Review: Mini Countryman Cooper S

Review: Mini Countryman Cooper S
Review: Mini Countryman Cooper S

It’s a big Mini, and a strange crossover hatchback at that

It’s always a bad sign when one of the first questions that comes to mind with a new car is: what is it? Yes, it’s a Mini, a Countryman, but what does that bring to the party? It’s not an entirely easy question to answer.

One look at it tells you this is a tough crossover, capable of scooting down the byways as well as the highways. Look at all those SUV bits, like the raised ride height, the butch wheelarches and so on. That’s obviously what it is. Or is it that? Or is it something else?

Mini Countryman Cooper S ALL4 auto

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★★★☆☆
Price: £28,025
Engine: 2.0-litre, four-cylinder, turbocharged petrol
Power: 189bhp
Torque: 207lb/ft
Gearbox: Eight-speed automatic
Kerbweight: 1530kg;
0-62mph: 7.2sec;
Top speed: 138mph
Fuel economy: 44.1mpg
CO2/tax band: 150g/km, 29%

The thing is, it’s the size of a family hatchback, so it’s pushing the whole ‘mini’ idea from the outset. The new one is even larger, being 20cm longer, with 7.5cm extra in the wheelbase. The boot is the size of a proper SUV, like a Nissan Qashqai, so that seems a good thing, but obviously it all adds to the size and weight.

Naturally, it’s not just the luggage that gets more room. Everyone else does, in a cabin that mixes the rather idiosyncratic Mini look with some efforts at real practicality.

It’s a perfectly pleasant and reasonably spacious place to be, but then you start the engine and go somewhere. The range starts with a 134bhp three-pot turbo in the Cooper, but in this Cooper S it has a 187bhp turbocharged petrol four-pot. There’s an enjoyable amount of both power and torque on call, which works well with the eight-speed automatic gearbox. That might be an option, but it is one we’d go for as it works better than with the manual box.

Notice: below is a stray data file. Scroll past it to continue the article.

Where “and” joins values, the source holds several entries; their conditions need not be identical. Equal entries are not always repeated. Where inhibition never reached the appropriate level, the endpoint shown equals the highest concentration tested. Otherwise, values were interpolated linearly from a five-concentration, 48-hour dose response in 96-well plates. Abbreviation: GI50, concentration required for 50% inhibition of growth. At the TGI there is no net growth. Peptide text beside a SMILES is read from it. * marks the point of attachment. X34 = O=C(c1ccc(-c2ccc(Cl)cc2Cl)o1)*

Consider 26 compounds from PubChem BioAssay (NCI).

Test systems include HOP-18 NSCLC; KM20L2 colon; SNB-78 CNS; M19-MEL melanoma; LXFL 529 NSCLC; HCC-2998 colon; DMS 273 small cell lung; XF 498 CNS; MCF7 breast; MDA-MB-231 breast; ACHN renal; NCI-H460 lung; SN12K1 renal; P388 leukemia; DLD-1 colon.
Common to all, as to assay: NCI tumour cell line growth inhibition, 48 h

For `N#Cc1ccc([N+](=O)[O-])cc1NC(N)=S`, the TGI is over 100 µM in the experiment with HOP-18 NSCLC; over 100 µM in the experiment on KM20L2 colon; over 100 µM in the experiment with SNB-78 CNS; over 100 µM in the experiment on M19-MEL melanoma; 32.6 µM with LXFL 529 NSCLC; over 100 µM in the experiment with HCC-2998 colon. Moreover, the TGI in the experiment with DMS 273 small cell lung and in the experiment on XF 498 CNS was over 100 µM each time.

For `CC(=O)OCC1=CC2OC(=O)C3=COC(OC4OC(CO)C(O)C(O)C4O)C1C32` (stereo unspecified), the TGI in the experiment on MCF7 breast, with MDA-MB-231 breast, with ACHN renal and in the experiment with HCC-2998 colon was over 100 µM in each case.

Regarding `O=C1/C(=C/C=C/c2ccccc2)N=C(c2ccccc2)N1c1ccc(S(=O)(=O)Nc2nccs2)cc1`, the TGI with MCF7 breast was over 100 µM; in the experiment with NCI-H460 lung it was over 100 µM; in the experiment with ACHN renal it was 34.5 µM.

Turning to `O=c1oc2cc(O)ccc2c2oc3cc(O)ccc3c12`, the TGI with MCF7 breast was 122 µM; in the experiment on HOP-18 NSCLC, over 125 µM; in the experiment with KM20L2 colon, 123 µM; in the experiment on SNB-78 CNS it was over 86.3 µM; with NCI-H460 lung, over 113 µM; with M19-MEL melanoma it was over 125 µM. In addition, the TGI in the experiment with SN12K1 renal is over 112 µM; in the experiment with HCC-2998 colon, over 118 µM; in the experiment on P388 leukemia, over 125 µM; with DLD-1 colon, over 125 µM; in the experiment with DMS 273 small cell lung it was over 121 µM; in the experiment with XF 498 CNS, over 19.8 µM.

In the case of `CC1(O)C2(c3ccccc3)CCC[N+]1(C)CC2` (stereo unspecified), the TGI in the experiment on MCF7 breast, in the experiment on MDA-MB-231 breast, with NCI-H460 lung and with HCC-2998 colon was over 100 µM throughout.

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Add in ALL4 all-wheel drive and you have decent traction on virtually any road surface, and another nod to the crossover vibe. However, the four-wheel drive doesn’t really add to the handling package, which is a shame. Because it could do with a bit of assistance.

The Mini engineers are clever people, that’s for sure. They’ve taken a reasonable-sized car which has a relatively high centre of gravity and they’ve managed to make it handle like any other sporty Mini. While that’s clever, it means the handling is firm, and a bit likely to dart around, and really more like a hot hatch. And is that the handling you’re looking for in a crossover family vehicle?

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The downside continues with a ride quality which is niggly and jiggly on anything other than a billiard table – and the car doesn’t even fit on a billiard table. If you think you’ll get round this by fitting the optional adaptive dampers then think again I’m afraid. It only really works when you back off and take it easier, which somewhat negates the point of buying the Cooper S version in the first place.

At the moment this seems like an attempt to offer a trade-up for when the laughing young couple with perfect teeth you see in car ads decides to be all grown-up and have children. While still laughing happily every few seconds, they need a bigger car and, rather than leave the Mini family that causes them so much happiness and laughter, they can trade up to the Countryman.

However, as a crossover vehicle taken on its own merits we don’t quite see the Countryman Cooper S as a cause of that much happiness. We’d look elsewhere, dour curmudgeons that we are.

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